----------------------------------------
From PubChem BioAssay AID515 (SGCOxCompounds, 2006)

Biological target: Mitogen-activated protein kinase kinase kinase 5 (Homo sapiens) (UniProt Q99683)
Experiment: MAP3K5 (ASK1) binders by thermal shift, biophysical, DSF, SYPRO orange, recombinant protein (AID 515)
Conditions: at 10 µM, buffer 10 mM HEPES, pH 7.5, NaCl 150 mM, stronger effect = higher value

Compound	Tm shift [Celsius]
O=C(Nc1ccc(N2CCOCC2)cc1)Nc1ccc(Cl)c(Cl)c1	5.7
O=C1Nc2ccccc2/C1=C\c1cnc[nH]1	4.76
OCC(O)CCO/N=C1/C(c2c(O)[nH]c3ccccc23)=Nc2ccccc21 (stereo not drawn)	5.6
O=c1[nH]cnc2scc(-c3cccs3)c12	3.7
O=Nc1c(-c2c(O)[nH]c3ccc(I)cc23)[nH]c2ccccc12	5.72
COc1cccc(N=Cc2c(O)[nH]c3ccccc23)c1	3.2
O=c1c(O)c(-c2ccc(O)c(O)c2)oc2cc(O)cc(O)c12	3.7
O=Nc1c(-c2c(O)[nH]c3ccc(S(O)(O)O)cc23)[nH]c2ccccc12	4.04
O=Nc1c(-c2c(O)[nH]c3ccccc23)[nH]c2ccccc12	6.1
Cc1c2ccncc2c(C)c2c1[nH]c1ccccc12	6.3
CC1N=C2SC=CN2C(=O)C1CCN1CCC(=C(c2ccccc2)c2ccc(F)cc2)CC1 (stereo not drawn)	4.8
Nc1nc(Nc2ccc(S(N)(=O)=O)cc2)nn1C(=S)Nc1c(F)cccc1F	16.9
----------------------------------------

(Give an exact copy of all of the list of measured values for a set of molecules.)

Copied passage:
From PubChem BioAssay AID515 (SGCOxCompounds, 2006)

Biological target: Mitogen-activated protein kinase kinase kinase 5 (Homo sapiens) (UniProt Q99683)
Experiment: MAP3K5 (ASK1) binders by thermal shift, biophysical, DSF, SYPRO orange, recombinant protein (AID 515)
Conditions: at 10 µM, buffer 10 mM HEPES, pH 7.5, NaCl 150 mM, stronger effect = higher value

Compound	Tm shift [Celsius]
O=C(Nc1ccc(N2CCOCC2)cc1)Nc1ccc(Cl)c(Cl)c1	5.7
O=C1Nc2ccccc2/C1=C\c1cnc[nH]1	4.76
OCC(O)CCO/N=C1/C(c2c(O)[nH]c3ccccc23)=Nc2ccccc21 (stereo not drawn)	5.6
O=c1[nH]cnc2scc(-c3cccs3)c12	3.7
O=Nc1c(-c2c(O)[nH]c3ccc(I)cc23)[nH]c2ccccc12	5.72
COc1cccc(N=Cc2c(O)[nH]c3ccccc23)c1	3.2
O=c1c(O)c(-c2ccc(O)c(O)c2)oc2cc(O)cc(O)c12	3.7
O=Nc1c(-c2c(O)[nH]c3ccc(S(O)(O)O)cc23)[nH]c2ccccc12	4.04
O=Nc1c(-c2c(O)[nH]c3ccccc23)[nH]c2ccccc12	6.1
Cc1c2ccncc2c(C)c2c1[nH]c1ccccc12	6.3
CC1N=C2SC=CN2C(=O)C1CCN1CCC(=C(c2ccccc2)c2ccc(F)cc2)CC1 (stereo not drawn)	4.8
Nc1nc(Nc2ccc(S(N)(=O)=O)cc2)nn1C(=S)Nc1c(F)cccc1F	16.9